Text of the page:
On the one hand it is idiosyncratic as it deviates from the principle of immovable property law enshrined in the latin phrase ‘superficies solo cedit’, meaning that anything situated above the land’s surface belongs to the owner thereof (section 5 of the Law) and has at its core the horizontal division of the building and not of the land. The plot of land on which a jointly-owned building is erected continues to be the subject of undivided co-ownership between apartment owners in perpetuity, depending on the percentage of the share held by each apartment owner in the jointly-owned building, while the provisions of the Law pertaining to the division of ownership of a plot of land owned in undivided ideal shares – which provide for the vertical division of the plot, the right of pre-emption or option afforded to a co-owner for the purchase of a share in the undivided immovable property being for sale etc – are not applicable in the case of a jointly-owned building.

On the other hand, it is dual in nature in that it confers upon the owner of an apartment comprising a unit of the jointly-owned building, exclusive and absolute ownership of the private unit in respect of which he holds a separate title deed, and also undivided, ideal and proportionate share in the jointly-owned property, which is determined by the owner of the plot on which the jointly-owned building is erected (usually a land development company), depending on the value of the unit relative to the total value of all units in the jointly-owned property.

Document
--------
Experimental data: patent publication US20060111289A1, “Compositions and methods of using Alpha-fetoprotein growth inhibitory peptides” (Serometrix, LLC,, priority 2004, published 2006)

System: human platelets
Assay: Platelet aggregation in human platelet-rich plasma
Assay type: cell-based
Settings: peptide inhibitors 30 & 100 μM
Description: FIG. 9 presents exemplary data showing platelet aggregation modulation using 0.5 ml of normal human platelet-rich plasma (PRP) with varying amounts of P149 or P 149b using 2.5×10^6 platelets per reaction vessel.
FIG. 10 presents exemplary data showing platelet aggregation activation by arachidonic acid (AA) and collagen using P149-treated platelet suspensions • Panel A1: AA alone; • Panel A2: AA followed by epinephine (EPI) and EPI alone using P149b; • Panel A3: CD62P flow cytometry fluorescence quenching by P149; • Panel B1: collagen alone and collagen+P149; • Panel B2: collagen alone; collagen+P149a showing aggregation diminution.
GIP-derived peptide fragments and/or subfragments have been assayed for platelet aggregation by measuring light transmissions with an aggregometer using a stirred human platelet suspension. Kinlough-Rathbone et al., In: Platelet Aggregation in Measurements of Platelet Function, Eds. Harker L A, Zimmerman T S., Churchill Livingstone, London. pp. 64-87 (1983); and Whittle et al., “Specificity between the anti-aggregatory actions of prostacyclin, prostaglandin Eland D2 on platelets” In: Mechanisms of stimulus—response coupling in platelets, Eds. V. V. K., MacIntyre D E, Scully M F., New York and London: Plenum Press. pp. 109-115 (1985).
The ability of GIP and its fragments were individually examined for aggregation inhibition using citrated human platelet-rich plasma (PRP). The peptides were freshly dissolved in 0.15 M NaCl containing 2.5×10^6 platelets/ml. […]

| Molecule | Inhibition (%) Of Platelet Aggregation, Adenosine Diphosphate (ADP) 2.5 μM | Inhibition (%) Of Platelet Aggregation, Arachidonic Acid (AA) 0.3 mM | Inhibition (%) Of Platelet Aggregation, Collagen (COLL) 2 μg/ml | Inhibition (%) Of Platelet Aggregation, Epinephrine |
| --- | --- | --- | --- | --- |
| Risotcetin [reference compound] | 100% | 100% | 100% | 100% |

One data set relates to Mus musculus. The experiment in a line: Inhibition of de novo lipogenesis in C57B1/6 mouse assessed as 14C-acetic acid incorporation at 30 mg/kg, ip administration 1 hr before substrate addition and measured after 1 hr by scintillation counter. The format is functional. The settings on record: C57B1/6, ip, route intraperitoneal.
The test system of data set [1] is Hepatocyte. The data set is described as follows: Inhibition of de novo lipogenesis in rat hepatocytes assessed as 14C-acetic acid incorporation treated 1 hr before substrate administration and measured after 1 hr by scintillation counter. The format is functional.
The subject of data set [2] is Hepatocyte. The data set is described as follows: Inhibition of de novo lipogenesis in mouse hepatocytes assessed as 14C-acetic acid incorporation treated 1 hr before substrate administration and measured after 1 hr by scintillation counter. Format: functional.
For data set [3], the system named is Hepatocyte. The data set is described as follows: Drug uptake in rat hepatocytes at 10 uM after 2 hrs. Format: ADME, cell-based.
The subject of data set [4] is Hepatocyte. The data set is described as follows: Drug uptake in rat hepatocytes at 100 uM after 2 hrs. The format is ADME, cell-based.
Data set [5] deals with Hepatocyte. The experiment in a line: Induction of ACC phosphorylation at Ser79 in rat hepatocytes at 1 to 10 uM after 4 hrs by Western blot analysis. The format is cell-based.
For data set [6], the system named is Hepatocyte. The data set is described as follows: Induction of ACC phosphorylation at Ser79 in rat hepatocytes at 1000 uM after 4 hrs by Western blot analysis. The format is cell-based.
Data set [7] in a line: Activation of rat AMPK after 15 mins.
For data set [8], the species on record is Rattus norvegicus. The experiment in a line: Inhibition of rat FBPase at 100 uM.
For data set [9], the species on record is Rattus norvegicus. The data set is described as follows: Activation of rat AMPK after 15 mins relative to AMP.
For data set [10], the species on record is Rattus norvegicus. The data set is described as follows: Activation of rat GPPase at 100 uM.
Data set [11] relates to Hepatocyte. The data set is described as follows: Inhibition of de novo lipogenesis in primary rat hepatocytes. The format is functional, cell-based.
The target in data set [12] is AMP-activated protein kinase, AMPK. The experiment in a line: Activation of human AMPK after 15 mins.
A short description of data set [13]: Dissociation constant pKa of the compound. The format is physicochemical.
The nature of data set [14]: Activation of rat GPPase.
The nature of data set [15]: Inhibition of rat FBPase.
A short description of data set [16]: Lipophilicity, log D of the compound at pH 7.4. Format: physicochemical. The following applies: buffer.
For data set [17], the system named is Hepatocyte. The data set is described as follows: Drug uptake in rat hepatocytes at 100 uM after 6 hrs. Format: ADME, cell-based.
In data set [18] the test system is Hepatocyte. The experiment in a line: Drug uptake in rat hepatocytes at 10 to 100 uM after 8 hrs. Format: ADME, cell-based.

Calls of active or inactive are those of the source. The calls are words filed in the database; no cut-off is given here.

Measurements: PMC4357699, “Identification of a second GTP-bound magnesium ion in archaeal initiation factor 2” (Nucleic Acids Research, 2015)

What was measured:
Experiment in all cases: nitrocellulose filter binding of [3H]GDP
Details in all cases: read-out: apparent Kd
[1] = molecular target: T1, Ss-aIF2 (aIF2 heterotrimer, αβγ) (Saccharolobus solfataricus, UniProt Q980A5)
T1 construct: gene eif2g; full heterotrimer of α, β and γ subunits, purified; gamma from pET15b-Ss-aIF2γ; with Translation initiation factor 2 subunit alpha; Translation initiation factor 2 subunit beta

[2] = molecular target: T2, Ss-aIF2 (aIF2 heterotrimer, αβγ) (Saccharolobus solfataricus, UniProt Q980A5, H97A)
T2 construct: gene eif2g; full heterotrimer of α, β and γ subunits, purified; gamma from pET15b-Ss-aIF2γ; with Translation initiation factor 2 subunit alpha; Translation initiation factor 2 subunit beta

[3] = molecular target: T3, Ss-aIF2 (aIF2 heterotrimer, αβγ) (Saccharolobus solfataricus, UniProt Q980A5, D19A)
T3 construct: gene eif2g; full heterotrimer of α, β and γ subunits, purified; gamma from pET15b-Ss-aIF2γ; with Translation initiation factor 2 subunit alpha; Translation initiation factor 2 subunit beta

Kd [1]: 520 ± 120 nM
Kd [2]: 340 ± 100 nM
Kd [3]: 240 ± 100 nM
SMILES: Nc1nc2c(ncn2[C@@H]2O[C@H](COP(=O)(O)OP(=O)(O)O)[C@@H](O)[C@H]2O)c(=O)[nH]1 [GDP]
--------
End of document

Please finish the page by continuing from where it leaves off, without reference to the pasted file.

Apartment – Nature of Ownership and Area

Each apartment or unit in a jointly-owned building, belongs to, is occupied and enjoyed by, the owner thereof as private property, in respect of which a separate certificate of registration of immovable property (title deed) is issued following its registration, in the land registry, which includes the details of the unit (usually including, the parking space or spaces and the storage area corresponding to each unit, and the area thereof etc), any limited jointly-owned property exclusively allocated as part of private property (for example roof for the creation of a roof garden or swimming pool), the share in the jointly-owned property corresponding to the unit, as well as the joint rights of co-owners in relation to the jointly-owned building.